My current business is two-fold – I create custom stationery for clients and I also design & make comps (prototypes) of products and packaging, as I immensely enjoy the process of thinking, tinkering and making things with all sorts of cool equipment, ranging from turn-of-the-century presses to current digital machinery.


Markus Hartel, on starting Raghaus ($25,000/month) full story ➜

Ferrotype Ltd ($180K/year)

Dominic Irons from London, England, United Kingdom started Ferrotype Ltd over 2 years ago, a stationery business.

  • Revenue: $14,997/ month
  • Founders: 2
  • Employees: 2
  • Location: London, England, United Kingdom

I’m Dominic Irons and I jointly run Ferrotype with my sister Jo. We provide branded stationery to corporate clients - that’s notebooks, diaries, pens and pencils. The core of the business is branded notebooks though. Our focus is on premium stationery, and many people are familiar with the Moleskine brand which is the market leader in this field. However there are a lot of alternatives to Moleskine out there, and part of our aim is to be constantly seeking and showcasing new stationery. For us, we need to be seen to be innovative and exciting, and this is something we are working hard at.

We have recently just started adding some more unusual corporate gifts to the range, including some quite amazing printed chocolates (printing your logo or design in white chocolate on a piece of dark chocolate!).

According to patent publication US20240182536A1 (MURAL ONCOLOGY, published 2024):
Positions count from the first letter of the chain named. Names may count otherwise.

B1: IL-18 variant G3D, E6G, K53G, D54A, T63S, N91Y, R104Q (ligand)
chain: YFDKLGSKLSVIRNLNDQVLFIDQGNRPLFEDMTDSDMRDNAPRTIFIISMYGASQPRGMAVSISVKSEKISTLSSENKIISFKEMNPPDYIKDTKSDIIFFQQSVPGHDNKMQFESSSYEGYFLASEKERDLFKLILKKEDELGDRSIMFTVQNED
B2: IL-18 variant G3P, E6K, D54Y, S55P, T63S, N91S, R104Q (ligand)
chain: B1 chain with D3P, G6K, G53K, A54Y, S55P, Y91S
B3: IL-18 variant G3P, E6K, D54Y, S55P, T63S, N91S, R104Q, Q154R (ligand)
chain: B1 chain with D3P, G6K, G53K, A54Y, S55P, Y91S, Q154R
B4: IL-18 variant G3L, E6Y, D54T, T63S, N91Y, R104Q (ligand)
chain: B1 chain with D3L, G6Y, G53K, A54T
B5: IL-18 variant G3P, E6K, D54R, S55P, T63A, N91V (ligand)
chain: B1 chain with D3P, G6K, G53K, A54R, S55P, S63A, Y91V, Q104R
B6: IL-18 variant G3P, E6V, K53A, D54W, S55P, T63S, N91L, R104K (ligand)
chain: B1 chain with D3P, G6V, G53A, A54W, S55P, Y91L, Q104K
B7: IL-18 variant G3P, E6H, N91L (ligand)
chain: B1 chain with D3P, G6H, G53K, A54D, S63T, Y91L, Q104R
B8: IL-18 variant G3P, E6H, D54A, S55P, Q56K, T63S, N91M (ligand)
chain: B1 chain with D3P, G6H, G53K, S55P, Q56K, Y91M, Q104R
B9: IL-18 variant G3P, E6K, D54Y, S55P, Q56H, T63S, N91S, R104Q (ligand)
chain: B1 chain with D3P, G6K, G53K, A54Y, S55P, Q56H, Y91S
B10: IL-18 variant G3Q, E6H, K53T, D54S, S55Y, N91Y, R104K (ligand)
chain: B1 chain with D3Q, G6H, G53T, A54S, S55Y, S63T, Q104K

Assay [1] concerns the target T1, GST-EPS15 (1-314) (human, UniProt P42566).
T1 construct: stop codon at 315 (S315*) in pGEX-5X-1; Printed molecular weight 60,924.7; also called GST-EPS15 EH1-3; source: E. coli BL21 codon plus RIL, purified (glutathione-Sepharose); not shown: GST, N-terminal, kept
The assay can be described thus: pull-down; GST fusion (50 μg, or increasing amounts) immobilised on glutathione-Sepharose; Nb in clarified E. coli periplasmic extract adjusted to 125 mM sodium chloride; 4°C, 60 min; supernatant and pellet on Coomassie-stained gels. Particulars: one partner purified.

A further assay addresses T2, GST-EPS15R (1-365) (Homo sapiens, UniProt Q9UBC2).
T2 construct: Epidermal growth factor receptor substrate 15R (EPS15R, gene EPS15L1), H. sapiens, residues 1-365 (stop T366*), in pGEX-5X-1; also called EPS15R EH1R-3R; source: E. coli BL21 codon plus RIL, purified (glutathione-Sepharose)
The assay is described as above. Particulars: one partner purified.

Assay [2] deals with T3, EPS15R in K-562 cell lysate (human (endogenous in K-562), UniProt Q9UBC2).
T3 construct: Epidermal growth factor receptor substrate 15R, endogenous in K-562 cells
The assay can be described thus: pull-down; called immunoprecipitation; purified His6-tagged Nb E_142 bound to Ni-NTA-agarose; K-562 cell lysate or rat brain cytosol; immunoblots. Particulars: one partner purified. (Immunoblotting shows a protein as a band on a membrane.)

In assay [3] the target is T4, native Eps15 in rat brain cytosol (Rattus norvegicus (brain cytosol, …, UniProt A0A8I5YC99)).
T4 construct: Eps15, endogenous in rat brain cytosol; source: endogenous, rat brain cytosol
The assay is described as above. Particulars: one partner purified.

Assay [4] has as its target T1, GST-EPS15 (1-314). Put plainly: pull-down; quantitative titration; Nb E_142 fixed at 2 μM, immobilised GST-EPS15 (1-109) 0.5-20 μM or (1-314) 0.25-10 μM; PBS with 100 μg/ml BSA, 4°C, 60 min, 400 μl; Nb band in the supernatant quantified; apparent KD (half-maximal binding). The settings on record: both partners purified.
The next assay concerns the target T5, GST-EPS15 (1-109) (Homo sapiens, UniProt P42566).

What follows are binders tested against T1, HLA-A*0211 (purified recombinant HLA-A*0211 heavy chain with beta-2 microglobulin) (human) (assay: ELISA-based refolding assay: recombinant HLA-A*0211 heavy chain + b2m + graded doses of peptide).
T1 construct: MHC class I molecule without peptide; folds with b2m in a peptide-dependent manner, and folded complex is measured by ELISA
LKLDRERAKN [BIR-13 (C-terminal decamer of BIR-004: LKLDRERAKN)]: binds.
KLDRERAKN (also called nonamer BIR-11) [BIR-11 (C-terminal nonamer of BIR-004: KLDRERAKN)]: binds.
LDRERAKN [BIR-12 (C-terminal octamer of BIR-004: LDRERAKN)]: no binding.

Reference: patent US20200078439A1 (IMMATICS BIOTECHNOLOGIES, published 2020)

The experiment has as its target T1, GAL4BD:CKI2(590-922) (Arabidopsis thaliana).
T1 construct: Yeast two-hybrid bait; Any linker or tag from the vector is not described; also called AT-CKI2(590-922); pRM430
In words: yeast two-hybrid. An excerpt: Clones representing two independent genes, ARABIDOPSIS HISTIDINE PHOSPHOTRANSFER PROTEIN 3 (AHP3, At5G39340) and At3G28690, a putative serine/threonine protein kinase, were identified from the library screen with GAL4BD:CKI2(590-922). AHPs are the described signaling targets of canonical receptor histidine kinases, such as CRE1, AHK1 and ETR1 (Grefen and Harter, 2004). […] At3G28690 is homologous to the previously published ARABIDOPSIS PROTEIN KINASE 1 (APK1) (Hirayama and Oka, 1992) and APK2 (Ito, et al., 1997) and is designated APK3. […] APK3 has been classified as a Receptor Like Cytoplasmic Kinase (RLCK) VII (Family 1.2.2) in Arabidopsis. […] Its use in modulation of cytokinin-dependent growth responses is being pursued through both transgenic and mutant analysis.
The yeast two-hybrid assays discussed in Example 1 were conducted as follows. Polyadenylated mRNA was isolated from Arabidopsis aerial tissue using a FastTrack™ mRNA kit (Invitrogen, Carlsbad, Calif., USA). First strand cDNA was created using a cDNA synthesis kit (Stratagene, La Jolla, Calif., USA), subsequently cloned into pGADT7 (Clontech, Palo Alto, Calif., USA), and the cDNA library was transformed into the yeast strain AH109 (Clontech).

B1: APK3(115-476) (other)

Dominic Irons, on starting Ferrotype Ltd ($14,997/month) full story ➜

Seniman Calligraphy ($156K/year)

Ruth Daro from Los Angeles, California, USA started Seniman Calligraphy over 6 years ago, a stationery business.

  • Revenue: $13,000/ month
  • Founders: 1
  • Employees: 0
  • Location: Los Angeles, California, USA

Hi, I’m Ruth and I run Seniman Calligraphy a custom stationery design studio where I do calligraphy, watercolor, illustration, and graphic design for bespoke wedding invitations and other paper goods. Basically, printing and manufacturing.

I teach in-person classes for beginner calligraphy and watercolor. In addition to my custom work, I also turn my artwork into semi-custom invitation suites, notebooks, greeting cards, art prints, and enamel pins.

This year, I’m averaging at $13,000 gross per month.


Ruth Daro, on starting Seniman Calligraphy ($13,000/month) full story ➜

Fernaco ($120K/year)

Ricardo Fernandez from Los Angeles, California, USA started Fernaco over 3 years ago, a stationery business.

  • Revenue: $10,000/ month
  • Founders: 1
  • Employees: 1
  • Location: Los Angeles, California, USA

Hi everyone, my name is Ricardo Fernandez and I am the founder of Fernaco, an Amazon FBA private-label brand that focuses on selling top-quality office accessories.